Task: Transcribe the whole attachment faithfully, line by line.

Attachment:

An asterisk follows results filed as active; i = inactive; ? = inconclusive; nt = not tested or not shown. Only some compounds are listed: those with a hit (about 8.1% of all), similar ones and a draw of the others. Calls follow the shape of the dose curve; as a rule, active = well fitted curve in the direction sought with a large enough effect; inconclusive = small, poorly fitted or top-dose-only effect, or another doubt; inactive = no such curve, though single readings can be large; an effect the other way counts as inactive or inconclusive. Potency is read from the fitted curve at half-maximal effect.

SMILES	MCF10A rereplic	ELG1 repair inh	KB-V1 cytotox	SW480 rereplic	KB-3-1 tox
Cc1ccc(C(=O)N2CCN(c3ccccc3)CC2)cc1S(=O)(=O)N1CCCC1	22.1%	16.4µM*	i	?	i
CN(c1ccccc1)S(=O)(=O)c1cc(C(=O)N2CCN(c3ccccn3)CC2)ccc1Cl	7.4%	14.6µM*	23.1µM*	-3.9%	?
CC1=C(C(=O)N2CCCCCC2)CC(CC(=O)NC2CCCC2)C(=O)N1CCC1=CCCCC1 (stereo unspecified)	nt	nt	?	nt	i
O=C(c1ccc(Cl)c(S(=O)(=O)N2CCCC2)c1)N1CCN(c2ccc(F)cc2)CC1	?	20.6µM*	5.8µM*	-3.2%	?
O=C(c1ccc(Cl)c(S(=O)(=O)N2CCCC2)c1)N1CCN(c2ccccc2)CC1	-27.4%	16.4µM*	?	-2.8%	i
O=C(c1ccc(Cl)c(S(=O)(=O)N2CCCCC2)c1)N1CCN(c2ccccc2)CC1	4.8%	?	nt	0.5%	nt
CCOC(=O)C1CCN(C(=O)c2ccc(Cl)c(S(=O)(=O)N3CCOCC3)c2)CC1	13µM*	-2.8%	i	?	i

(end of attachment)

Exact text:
An asterisk follows results filed as active; i = inactive; ? = inconclusive; nt = not tested or not shown. Only some compounds are listed: those with a hit (about 8.1% of all), similar ones and a draw of the others. Calls follow the shape of the dose curve; as a rule, active = well fitted curve in the direction sought with a large enough effect; inconclusive = small, poorly fitted or top-dose-only effect, or another doubt; inactive = no such curve, though single readings can be large; an effect the other way counts as inactive or inconclusive. Potency is read from the fitted curve at half-maximal effect.

SMILES	MCF10A rereplic	ELG1 repair inh	KB-V1 cytotox	SW480 rereplic	KB-3-1 tox
Cc1ccc(C(=O)N2CCN(c3ccccc3)CC2)cc1S(=O)(=O)N1CCCC1	22.1%	16.4µM*	i	?	i
CN(c1ccccc1)S(=O)(=O)c1cc(C(=O)N2CCN(c3ccccn3)CC2)ccc1Cl	7.4%	14.6µM*	23.1µM*	-3.9%	?
CC1=C(C(=O)N2CCCCCC2)CC(CC(=O)NC2CCCC2)C(=O)N1CCC1=CCCCC1 (stereo unspecified)	nt	nt	?	nt	i
O=C(c1ccc(Cl)c(S(=O)(=O)N2CCCC2)c1)N1CCN(c2ccc(F)cc2)CC1	?	20.6µM*	5.8µM*	-3.2%	?
O=C(c1ccc(Cl)c(S(=O)(=O)N2CCCC2)c1)N1CCN(c2ccccc2)CC1	-27.4%	16.4µM*	?	-2.8%	i
O=C(c1ccc(Cl)c(S(=O)(=O)N2CCCCC2)c1)N1CCN(c2ccccc2)CC1	4.8%	?	nt	0.5%	nt
CCOC(=O)C1CCN(C(=O)c2ccc(Cl)c(S(=O)(=O)N3CCOCC3)c2)CC1	13µM*	-2.8%	i	?	i